Intellectual Property Insights from Fishman Stewart
Volume 20, Issue 7

Basketball Patents

By Christopher W. Wen

As we anxiously await the re-start of basketball, we at Fish Tank press thought it appropriate to re-cap the history of the sport from an intellectual property perspective.
 
Basketball was invented in 1891 by Dr. James Naismith. The initial version of the sport used soccer balls and fruit baskets as hoops, but because fruit baskets were closed at the bottom, the ball had to be manually retrieved after each shot. Over time, the game (including the equipment, the rules and the style of play) evolved. For example, the 3-point line was not introduced in the NBA until 1979, and dunking was not allowed in the NCAA from 1967-1976!  
 
If love of the game drives innovation, patents make sure that passion is rewarded. A simple search for the word “basketball” in Google Patents yields 57,992 results ! The results range from equipment (basketballs, hoops, training devices, etc.) to clothing and other wearables.
 
The Ball
 
While the first basketball was created in the 1890s, the first patent granted for a basketball was in 1929 to George L. Pierce. This basketball improved upon the original basketball by having specifically shaped panels sewn together at one end opposite the inflating valve to provide better balance. 
 
In 1958, a patent was granted for a basketball with grooves for better gripping, a feature standard in all basketballs today.
 
Throughout history, the NBA used basketballs made of genuine leather. However, in 2006, the NBA made a controversial change to a composite microfiber ball made by the NBA’s official ball supplier, Spalding. The ball utilized Spalding’s Cross Traxxion® patented technology that included a 2-panel interlocking cross design and a hydrophilic moisture management system that Spalding touted as providing superior grip and control. However, the new ball was widely derided by players. As a result, the NBA reverted back to genuine leather balls just six months after Spalding’s composite was introduced. Leather balls are still used in the NBA today, though other leagues, like the WNBA use composites.  
 
The Hoop
 
One of the earliest known patents for the hoop was granted in 1909 to Milton B. Reach. The patent focused on the manner in which the hoop (referred to then as the “goal”) was attached to a wall.
 
In 1936, a patent was granted for rim hooks to which the net attached, eliminating the need to tie the net to the rim. The hooks (or similar mechanism) are standard on rims today.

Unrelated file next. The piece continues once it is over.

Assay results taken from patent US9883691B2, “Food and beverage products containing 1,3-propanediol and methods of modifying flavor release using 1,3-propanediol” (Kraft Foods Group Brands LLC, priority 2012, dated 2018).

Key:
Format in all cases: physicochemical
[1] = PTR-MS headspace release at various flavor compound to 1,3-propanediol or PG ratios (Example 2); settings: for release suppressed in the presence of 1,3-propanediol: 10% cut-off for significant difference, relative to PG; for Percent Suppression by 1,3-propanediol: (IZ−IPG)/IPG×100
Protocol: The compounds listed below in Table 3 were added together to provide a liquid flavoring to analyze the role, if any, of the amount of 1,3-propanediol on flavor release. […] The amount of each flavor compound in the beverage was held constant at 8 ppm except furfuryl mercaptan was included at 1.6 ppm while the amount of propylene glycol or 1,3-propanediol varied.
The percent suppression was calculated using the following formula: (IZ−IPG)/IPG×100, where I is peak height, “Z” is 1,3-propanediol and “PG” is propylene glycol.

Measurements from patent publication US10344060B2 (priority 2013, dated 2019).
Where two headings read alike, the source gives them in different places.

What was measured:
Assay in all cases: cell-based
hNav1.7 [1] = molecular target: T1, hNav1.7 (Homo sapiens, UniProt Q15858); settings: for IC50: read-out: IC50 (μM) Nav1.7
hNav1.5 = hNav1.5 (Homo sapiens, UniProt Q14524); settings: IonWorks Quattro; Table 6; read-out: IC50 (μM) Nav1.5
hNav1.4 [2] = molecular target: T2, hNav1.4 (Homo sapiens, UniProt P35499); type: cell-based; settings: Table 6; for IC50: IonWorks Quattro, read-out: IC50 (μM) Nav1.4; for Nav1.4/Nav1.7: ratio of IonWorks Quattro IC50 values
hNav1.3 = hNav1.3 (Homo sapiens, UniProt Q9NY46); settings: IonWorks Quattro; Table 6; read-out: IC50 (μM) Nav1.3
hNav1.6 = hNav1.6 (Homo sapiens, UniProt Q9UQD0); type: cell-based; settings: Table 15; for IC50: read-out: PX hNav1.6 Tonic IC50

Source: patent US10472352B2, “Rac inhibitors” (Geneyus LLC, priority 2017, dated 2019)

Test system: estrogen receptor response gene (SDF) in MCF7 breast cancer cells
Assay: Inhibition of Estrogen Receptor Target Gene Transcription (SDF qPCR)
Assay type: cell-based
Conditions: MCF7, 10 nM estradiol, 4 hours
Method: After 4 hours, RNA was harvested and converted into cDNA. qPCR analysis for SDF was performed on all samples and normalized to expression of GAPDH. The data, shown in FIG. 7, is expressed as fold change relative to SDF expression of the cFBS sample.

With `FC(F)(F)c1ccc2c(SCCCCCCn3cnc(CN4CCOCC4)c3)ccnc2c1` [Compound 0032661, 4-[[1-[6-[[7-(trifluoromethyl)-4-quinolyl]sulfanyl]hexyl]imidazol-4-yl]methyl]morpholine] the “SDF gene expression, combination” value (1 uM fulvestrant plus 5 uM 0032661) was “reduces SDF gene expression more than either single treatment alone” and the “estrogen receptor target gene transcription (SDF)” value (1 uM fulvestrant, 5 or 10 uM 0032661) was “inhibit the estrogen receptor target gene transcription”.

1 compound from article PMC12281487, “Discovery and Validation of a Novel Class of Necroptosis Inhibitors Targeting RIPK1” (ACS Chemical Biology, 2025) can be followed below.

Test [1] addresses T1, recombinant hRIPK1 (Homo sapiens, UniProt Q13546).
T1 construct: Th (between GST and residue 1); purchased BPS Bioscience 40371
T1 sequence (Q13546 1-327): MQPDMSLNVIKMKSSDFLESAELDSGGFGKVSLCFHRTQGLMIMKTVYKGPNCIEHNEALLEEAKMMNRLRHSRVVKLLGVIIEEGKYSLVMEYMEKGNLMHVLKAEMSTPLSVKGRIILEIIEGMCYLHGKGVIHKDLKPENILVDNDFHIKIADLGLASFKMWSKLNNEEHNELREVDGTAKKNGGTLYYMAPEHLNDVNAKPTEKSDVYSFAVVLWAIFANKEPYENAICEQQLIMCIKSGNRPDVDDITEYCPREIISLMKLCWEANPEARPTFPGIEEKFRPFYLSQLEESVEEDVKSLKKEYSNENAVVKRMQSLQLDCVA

In 1975, Arthur Ehrat invented a game-changing rim (known today as the “breakaway rim”) that is standard in at least all of the higher levels of basketball (NBA, WNBA, NCAA, etc.). As dunking became more prevalent, so too did the shattering of backboards , as the force from a dunk translated from the rim to the backboard. Ehrat’s rim incorporated a hinge and a spring allowing the backboard to flex in response to the downward force of the slam dunk. Ehrat was eventually granted a patent in 1982. 
 
What’s Ahead?
 
Only time will tell, but if you want to get an idea of what the future of basketball will look like, you need only look at the basketball-related patent applications being filed and granted today!

SCOTUS Reaches Decision on Historic Booking.com Case

 
After the historic broadcasting of SCOTUS arguments on May 4, 2020, the highest court in the United States made its final decision in United States Patent and Trademark Office v. Booking.com B.V. on June 30, 2020. The 8-1 decision on the registerability of “.com” related trademarks was authored by Justice Ginsburg. The Court found that the U.S. Patent and Trademark Office erred when it refused registration of the service mark “Booking.com.” The Court stated that although “booking” is a generic term for the services for which Booking.com sought registration (travel reservation service), the addition of “.com” to “booking” creates a composite that, along with consumer recognition, is not generic and is registerable. The decision opens the door for other “generic.domain” style marks.
 

The Dos and Do Nots of Logos, Art, Copyrights and Trademarks

The Awards and Personalization Association recently presented a webinar by Michael B. Stewart exploring the basics of copyright and trademark in the context of everyday business. He spoke on the boundaries of intellectual property and best practices to avoid infringement.
 
A video recording of the webinar can be found at the Fishman Stewart YouTube channel . Be sure to subscribe to this channel for seminars and discussion on the dynamic world of intellectual property.

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